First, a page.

I will repeat it for it’s worth repeating. When you look at Newman you are looking at Abbott lite. Abbott has praised Newman and has stated he will do the things Newman is doing, that despite the fact Newman is sending Queensland backwards as the latest economic figures for the State show.

    The rabid right here could not come up with any lucid reasons why Abbott should be PM, well here is one massive reason why he shouldn’t. He will be Newman magnified.

  115. Abbott today in the AFR:

    “Because what normally happens is that a government comes in, they’ve got all these policies and they rely for the implementation on the public service,’’ he said.

    “There’s nothing wrong with that as such, but what I’d like to be able to say to the public service is, ‘Look, this is how we think it needs to be done.’ Rather than relying on them to tell us, I’d like to be in a position to tell them on day one.”

    No wonder they call him Idiot Boy.

  116. I don’t think I’ve said this here, but OMFG.

    I’ve heard some say that Abbott really isn’t stupid but only appears that way or he plays at it.

    After that I’m telling you he’s a fucking idiot.

  117. Mo, can you imagine that mob of incompetent buffoons trying to tell Treasury what to do?

    I actually think he’s playing simple, populist politics. Public Service bashing has always been popular among the electorate. Abbott’s cashing in. A bit early though, me thinks.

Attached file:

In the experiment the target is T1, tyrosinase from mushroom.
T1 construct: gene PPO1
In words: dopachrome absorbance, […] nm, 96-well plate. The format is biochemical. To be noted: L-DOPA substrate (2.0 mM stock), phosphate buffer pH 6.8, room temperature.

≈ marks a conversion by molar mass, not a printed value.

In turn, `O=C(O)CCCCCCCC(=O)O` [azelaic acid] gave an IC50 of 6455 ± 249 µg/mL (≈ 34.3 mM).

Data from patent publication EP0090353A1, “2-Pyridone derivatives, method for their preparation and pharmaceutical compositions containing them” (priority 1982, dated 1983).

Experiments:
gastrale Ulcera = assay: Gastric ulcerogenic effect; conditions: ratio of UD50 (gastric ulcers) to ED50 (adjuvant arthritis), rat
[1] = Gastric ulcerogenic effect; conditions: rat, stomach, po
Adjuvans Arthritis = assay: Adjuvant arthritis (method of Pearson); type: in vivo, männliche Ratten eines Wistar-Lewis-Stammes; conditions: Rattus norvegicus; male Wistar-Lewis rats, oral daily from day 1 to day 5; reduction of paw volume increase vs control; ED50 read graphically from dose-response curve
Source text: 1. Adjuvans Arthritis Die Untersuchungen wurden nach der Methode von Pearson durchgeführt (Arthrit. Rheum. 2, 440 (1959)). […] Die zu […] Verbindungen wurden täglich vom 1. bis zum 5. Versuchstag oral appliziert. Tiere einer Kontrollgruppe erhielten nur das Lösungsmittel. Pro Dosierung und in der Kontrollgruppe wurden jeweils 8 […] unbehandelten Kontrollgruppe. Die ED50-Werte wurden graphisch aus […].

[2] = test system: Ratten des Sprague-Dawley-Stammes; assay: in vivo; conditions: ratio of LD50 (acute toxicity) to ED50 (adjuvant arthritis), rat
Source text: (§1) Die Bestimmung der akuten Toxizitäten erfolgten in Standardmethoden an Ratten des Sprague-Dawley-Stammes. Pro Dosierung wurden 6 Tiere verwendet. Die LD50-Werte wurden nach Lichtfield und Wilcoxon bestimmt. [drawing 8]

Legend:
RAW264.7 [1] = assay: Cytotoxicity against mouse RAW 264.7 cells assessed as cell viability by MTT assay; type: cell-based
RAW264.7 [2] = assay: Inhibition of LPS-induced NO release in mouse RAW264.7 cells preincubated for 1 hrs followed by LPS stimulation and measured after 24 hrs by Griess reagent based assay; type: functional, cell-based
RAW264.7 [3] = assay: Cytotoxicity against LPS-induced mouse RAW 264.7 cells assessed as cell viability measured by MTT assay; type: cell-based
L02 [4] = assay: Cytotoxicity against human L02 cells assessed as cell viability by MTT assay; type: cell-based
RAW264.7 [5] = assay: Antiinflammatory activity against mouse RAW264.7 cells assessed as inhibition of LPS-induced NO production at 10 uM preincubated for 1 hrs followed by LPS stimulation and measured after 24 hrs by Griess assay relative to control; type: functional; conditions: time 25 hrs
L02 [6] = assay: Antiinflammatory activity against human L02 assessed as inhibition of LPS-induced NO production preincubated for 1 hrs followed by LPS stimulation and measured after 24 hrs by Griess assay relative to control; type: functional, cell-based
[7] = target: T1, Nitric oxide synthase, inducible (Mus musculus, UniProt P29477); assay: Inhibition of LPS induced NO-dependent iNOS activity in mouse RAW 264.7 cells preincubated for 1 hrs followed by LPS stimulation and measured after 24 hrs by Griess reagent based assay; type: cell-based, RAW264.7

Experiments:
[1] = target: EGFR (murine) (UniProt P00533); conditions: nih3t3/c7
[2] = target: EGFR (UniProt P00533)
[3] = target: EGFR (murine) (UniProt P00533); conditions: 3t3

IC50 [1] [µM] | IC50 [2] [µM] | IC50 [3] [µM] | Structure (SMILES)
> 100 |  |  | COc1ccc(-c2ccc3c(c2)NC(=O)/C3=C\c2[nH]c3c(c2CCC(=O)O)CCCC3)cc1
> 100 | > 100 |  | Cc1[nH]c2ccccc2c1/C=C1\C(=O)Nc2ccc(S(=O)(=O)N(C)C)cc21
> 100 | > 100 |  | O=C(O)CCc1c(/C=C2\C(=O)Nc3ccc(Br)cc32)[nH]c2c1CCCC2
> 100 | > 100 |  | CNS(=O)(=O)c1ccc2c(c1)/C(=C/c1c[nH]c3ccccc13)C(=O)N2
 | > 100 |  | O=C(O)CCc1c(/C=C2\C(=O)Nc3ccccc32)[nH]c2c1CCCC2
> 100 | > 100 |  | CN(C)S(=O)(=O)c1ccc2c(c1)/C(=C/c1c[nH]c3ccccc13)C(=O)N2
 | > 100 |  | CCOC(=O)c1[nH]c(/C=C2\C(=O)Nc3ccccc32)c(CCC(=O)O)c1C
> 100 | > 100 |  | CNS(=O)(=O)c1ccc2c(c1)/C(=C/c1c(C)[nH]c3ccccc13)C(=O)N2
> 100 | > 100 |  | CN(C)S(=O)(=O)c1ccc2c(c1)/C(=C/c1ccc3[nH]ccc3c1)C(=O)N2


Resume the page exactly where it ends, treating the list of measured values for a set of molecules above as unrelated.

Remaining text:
118. Miglo, most new ministers learn very quickly why their brain farts have not been introduced previously. Mainly because similar things are already in place, or their ideas have been tried and failed.

    An prudent minister will take the time to look at what is working, before throwing anything out.

    One thing I do know, if a minister does not earn the \trust of the PS, nothing will be achieved.

    It is hard to believe, that a man who has been a minister would make such stupid statements.

    One wonders how this man ever became a Rhodes Scholar. I have read, it could be about knowing the right people, getting the right backing.

    It appears not to be about what one has achieved. The right references are the key that open the door. I believe that Abbott was supported by Jesuit priests and studied some theology while at Oxford. Maybe people were the key that opened that door, or could have been Santamaria.

    Cannot see any evidence outstanding academia that would have led him to go to Oxford. Surely, it could not have been his boxing skills, which I believe are more those as a slugger, not a boxer.

  119. Infrastructure the NSW. Barry O’Farrel way: the north-west rail link’

    ” When it opens, single-deck trains will run on the new line from Rouse Hill to Epping, and then to Chatswood on the existing Epping to Chatswood line.